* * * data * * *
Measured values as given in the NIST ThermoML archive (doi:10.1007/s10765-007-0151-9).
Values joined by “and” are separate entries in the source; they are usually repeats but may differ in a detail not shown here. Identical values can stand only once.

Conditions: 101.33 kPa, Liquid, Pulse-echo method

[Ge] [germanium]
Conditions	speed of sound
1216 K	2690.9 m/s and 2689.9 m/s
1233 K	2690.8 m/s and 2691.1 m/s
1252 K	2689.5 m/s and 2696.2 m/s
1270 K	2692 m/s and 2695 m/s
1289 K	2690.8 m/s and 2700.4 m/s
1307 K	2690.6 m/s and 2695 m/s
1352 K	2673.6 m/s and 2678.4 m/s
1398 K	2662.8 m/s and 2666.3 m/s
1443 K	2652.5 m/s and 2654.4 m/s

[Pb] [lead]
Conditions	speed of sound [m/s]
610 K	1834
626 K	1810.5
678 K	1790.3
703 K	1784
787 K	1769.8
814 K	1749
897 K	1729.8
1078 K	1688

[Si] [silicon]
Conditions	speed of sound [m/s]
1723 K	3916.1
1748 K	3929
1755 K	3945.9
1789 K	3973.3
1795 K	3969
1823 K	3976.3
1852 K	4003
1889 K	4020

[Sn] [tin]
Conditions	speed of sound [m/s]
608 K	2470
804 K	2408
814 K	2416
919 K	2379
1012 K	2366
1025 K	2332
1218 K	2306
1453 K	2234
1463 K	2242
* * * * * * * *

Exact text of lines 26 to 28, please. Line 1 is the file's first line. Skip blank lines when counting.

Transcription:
Conditions	speed of sound [m/s]
1723 K	3916.1
1748 K	3929